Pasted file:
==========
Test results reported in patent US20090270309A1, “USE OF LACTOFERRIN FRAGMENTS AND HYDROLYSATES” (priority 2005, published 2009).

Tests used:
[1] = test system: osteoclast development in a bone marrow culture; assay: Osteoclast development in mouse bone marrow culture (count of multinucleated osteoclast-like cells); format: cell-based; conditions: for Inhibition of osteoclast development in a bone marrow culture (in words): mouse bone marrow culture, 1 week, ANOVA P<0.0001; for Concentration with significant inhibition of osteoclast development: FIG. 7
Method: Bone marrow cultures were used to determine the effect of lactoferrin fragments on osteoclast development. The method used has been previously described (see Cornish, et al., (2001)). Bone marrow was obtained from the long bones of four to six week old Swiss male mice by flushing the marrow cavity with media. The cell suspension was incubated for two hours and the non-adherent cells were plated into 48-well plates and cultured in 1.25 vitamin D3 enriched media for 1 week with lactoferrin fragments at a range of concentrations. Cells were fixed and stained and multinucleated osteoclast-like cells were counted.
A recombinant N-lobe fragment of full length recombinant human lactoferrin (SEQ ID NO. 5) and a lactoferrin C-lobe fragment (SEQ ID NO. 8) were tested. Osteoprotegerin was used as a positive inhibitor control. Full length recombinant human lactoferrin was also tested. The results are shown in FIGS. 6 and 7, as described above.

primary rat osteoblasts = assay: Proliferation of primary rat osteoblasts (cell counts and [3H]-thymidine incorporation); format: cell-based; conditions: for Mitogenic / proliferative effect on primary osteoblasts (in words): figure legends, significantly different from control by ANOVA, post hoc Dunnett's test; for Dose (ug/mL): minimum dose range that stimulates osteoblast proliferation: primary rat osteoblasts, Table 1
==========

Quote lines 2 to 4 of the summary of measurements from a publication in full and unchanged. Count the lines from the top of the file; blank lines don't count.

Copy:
Tests used:
[1] = test system: osteoclast development in a bone marrow culture; assay: Osteoclast development in mouse bone marrow culture (count of multinucleated osteoclast-like cells); format: cell-based; conditions: for Inhibition of osteoclast development in a bone marrow culture (in words): mouse bone marrow culture, 1 week, ANOVA P<0.0001; for Concentration with significant inhibition of osteoclast development: FIG. 7
Method: Bone marrow cultures were used to determine the effect of lactoferrin fragments on osteoclast development. The method used has been previously described (see Cornish, et al., (2001)). Bone marrow was obtained from the long bones of four to six week old Swiss male mice by flushing the marrow cavity with media. The cell suspension was incubated for two hours and the non-adherent cells were plated into 48-well plates and cultured in 1.25 vitamin D3 enriched media for 1 week with lactoferrin fragments at a range of concentrations. Cells were fixed and stained and multinucleated osteoclast-like cells were counted.